Sometimes the constant factor is important when it's really performance-critical.
For example, heap sort and merge sort typically has a much bigger constant runtime factor than quick sort.
the simplification is valable/usefull for comparisons only if you compare different "degrees of complexity"
O(2n) == O(n)
O(2N) while it's easy to do it in O(N)...
Woops. Web scraping was hell on this one and I had a few problems with certain dogs, including the Shih Tzu. Everything should be fine now. I changed the example test case, and Shih Tzu is back in the dictionary!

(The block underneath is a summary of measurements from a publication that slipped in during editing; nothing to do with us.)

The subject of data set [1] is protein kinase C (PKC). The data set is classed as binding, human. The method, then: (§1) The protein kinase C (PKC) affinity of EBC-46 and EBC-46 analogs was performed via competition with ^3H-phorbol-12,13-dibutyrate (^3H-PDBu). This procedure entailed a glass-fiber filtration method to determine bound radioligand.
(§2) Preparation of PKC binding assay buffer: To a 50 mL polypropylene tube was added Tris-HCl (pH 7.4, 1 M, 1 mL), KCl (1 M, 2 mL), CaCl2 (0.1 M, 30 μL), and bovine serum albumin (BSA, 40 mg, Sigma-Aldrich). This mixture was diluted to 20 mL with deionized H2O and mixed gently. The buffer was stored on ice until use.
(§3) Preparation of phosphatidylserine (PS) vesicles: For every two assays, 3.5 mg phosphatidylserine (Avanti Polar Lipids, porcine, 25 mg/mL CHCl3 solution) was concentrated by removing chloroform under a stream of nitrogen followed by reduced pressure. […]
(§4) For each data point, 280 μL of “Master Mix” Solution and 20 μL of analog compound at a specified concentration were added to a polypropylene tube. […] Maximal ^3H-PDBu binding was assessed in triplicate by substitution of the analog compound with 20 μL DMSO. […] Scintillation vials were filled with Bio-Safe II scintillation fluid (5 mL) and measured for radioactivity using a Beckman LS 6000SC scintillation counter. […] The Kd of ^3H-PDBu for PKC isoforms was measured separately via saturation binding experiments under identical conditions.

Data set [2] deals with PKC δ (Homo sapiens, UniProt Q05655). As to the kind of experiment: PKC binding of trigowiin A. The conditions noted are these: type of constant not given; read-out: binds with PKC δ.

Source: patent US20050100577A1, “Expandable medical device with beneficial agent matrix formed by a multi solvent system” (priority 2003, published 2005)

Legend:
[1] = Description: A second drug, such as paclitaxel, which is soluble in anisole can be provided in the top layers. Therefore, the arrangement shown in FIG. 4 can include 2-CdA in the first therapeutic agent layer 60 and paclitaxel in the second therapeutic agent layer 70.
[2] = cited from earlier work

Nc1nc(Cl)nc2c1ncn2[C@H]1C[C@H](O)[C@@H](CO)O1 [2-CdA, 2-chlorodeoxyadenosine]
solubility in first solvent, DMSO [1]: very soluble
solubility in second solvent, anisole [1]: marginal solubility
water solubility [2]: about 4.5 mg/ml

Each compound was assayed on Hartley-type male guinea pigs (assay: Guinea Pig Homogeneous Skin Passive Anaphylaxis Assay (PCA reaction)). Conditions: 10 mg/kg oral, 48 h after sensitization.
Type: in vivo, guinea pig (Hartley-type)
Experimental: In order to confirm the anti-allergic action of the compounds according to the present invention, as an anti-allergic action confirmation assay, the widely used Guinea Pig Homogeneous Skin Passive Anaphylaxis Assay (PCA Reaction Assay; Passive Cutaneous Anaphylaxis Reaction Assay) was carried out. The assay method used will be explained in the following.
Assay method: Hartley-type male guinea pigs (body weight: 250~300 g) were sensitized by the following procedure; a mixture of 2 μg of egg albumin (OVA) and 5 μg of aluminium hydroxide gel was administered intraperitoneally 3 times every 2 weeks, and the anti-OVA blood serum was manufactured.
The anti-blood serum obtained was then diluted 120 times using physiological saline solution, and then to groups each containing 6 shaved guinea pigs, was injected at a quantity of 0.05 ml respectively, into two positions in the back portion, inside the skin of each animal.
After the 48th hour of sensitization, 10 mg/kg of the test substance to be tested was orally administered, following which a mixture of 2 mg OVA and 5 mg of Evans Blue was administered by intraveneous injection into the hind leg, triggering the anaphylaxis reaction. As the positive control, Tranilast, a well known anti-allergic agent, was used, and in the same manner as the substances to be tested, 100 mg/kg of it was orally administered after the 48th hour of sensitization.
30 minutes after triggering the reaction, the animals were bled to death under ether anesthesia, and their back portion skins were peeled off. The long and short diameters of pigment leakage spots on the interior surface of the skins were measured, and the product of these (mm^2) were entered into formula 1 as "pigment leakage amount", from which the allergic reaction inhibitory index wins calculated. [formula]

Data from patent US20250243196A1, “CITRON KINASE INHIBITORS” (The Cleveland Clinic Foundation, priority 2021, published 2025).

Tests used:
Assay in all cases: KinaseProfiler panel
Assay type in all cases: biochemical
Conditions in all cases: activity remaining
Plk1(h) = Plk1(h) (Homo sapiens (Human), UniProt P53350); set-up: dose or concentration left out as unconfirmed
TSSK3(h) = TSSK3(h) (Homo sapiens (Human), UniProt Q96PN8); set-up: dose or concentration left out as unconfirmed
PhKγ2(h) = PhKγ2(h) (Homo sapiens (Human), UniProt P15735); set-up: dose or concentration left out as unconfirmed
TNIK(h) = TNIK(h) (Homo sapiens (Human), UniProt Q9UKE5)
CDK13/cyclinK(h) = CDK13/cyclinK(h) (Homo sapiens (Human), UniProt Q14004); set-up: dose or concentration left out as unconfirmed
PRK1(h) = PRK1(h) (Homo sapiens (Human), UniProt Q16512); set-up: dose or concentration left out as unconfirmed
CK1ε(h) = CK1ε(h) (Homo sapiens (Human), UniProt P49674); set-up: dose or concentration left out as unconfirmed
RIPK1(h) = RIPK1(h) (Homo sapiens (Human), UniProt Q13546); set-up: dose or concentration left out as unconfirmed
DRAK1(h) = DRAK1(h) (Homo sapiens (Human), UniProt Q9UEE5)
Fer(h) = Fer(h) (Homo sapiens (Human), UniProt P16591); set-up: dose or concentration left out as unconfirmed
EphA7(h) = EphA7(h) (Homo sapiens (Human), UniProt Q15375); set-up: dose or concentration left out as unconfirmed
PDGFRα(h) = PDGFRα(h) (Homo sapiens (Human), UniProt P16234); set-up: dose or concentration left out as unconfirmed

Hey man! I've changed dogs to be a dict of sets. Makes more sense that way, although that didn't occur to me initially.
Nice solution by the way!
Seeing the same, for the Python 3 tests
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I passed the full tests just fine, but got an error with the sample tests because Shih Tzu doesn't seem to actually be in the dogs dictionary.
Thank you, good idea, I'll try to write one of these days.
In this context, it's perfect. It won't work with multiple missing values, however. Perhaps you could write another kata with multiple missing values?
The most important is that this method is the fastest and the least expensive.